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Evaluation of three year Circles of Support for people with dementia project reveals benefits of collaborative approach

Published: 15/01/15

An evaluation of one of the first initiatives in the UK to work with people with dementia to develop Circles of Support reveals benefits for those living with the condition, their family, friends and professionals.

A Circle of Support is a group of people who help the person with dementia think about how they can maintain or enhance their enjoyment of life and what support they need to do this. The group then works together, with the person with dementia at the heart of decisions, to create new connections and opportunities by bringing people and information together. A group can be large or small and often includes family carers, wider family, friends and professional supporters.

People living with dementia who took part in the pilot project are doing more of what they want to do and feeling less isolated. Other positive outcomes include the creation of mutual peer support groups, improved relationships with carers and enhanced social networks. This enhanced support can ultimately help people to achieve outcomes such as continuing to live at home and sustaining employment.

Tracie, who is involved in her Dad’s Circle said:
"The Circle of Support joined up the dots for us…(it) kept my Dad at the centre, never forgetting that he is a person with feelings and needs like any of us rather than just a patient. Thanks to Circles of Support, my Dad attends a walking club, Singing for the Brain, and has met new friends – and all this gives my Mum a much needed break."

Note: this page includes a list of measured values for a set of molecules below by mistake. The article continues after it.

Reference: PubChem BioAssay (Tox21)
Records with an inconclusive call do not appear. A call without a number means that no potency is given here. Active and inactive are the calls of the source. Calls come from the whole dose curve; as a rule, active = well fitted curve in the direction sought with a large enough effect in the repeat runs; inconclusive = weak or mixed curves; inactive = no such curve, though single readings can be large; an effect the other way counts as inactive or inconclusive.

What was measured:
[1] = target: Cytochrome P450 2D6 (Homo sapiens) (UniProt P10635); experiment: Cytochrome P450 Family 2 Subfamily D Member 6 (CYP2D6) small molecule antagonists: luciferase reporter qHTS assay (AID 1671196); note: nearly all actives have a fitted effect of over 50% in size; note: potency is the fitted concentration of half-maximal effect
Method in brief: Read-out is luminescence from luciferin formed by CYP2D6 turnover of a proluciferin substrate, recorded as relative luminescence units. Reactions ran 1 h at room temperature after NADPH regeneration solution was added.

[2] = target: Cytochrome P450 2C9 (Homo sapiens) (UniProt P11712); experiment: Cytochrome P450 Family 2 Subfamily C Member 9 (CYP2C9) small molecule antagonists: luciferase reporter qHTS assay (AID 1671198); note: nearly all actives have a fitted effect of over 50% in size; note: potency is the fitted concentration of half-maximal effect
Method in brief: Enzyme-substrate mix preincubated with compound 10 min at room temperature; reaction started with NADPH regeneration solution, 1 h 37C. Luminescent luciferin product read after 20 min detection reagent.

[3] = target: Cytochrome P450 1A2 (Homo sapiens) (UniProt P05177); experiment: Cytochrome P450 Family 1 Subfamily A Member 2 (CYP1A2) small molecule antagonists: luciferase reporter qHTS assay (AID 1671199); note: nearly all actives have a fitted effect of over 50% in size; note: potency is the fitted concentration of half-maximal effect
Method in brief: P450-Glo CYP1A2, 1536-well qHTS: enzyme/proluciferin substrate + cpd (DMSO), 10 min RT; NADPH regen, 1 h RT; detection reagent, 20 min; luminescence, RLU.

Staff at partner organisations are thinking and acting differently: more broadly and creatively, focussing on networks, and having different conversations about people’s lives.

Darren, a Dementia Support Worker at Age UK Kensington and Chelsea said "I think differently about how I support people – now I think about wider networks".

The report examines how the Circles approach can work for people with Dementia. Key factors for success include:

  • Starting by identifying a change the person wants, and then thinking who needs to be involved to make that happen
  • Having someone in the role of facilitator- be that a supporting professional or a chosen friend or family member
  • Recognising that family carers need support too and allowing the circle to support them as well as the individual
  • Involving a range of people in the circle: family, friends, colleagues and paid professional supporters
  • Initiating the development of a circle of support early after diagnosis, with a preventative focus
  • Having a range of options and opportunities available in the person’s community to enable them to do what they want to and for them and family carers to get the support they need.

It also identifies significant barriers including stigma attached to dementia which can inhibit social connections and a lack of understanding and flexibility in the care system.

Copies of the evaluation summary, case studies, leaflets for people living with dementia, person centred planning tools to help others try the approach and short films involving some participants are available on the NDTi website here.


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Notes to editors

NDTi and Innovations in Dementia led this project which was funded by the Department of Health’s Innovation Excellence and Service Development fund. The project was carried out between 2011 and 2014 and involved working with people with dementia, their networks and with organisations and groups supporting people with dementia in the south of England.

Circles of Support is a model of supporting disabled and older people, which usually involves a small group of people (which can include family, friends and paid staff) who come together to support a person, helping them to identify what they would like to do or change in their life and then supporting them to make this happen. The aim of this project was to work with people living with dementia to determine whether Circles of Support and associated person centred tools and approaches could help them to meet goals, make changes or get support.

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